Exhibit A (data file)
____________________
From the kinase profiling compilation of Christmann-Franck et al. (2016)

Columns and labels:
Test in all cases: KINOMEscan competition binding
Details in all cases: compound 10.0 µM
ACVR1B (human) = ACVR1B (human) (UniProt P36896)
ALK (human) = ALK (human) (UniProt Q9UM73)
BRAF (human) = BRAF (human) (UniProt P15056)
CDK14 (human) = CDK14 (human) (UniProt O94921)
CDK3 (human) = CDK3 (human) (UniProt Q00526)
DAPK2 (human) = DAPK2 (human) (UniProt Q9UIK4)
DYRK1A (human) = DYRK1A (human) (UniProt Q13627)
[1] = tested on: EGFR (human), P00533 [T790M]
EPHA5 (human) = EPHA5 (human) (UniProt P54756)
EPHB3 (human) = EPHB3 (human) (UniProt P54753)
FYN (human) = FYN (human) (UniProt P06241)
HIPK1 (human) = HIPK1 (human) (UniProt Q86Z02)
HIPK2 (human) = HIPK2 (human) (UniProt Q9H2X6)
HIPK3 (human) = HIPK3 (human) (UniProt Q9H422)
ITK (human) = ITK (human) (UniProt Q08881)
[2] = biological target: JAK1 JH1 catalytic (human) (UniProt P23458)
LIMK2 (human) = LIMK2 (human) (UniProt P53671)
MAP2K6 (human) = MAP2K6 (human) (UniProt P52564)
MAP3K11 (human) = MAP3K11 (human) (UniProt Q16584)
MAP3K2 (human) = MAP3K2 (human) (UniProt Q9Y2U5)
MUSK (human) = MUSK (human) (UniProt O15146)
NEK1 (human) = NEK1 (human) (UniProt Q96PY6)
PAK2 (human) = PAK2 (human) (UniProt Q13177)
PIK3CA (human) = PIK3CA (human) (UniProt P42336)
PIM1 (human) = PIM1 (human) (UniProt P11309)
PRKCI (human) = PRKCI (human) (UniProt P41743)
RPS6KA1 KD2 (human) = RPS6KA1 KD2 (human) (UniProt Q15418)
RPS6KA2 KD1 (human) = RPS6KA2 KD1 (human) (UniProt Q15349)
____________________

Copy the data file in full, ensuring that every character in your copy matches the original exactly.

From the kinase profiling compilation of Christmann-Franck et al. (2016)

Columns and labels:
Test in all cases: KINOMEscan competition binding
Details in all cases: compound 10.0 µM
ACVR1B (human) = ACVR1B (human) (UniProt P36896)
ALK (human) = ALK (human) (UniProt Q9UM73)
BRAF (human) = BRAF (human) (UniProt P15056)
CDK14 (human) = CDK14 (human) (UniProt O94921)
CDK3 (human) = CDK3 (human) (UniProt Q00526)
DAPK2 (human) = DAPK2 (human) (UniProt Q9UIK4)
DYRK1A (human) = DYRK1A (human) (UniProt Q13627)
[1] = tested on: EGFR (human), P00533 [T790M]
EPHA5 (human) = EPHA5 (human) (UniProt P54756)
EPHB3 (human) = EPHB3 (human) (UniProt P54753)
FYN (human) = FYN (human) (UniProt P06241)
HIPK1 (human) = HIPK1 (human) (UniProt Q86Z02)
HIPK2 (human) = HIPK2 (human) (UniProt Q9H2X6)
HIPK3 (human) = HIPK3 (human) (UniProt Q9H422)
ITK (human) = ITK (human) (UniProt Q08881)
[2] = biological target: JAK1 JH1 catalytic (human) (UniProt P23458)
LIMK2 (human) = LIMK2 (human) (UniProt P53671)
MAP2K6 (human) = MAP2K6 (human) (UniProt P52564)
MAP3K11 (human) = MAP3K11 (human) (UniProt Q16584)
MAP3K2 (human) = MAP3K2 (human) (UniProt Q9Y2U5)
MUSK (human) = MUSK (human) (UniProt O15146)
NEK1 (human) = NEK1 (human) (UniProt Q96PY6)
PAK2 (human) = PAK2 (human) (UniProt Q13177)
PIK3CA (human) = PIK3CA (human) (UniProt P42336)
PIM1 (human) = PIM1 (human) (UniProt P11309)
PRKCI (human) = PRKCI (human) (UniProt P41743)
RPS6KA1 KD2 (human) = RPS6KA1 KD2 (human) (UniProt Q15418)
RPS6KA2 KD1 (human) = RPS6KA2 KD1 (human) (UniProt Q15349)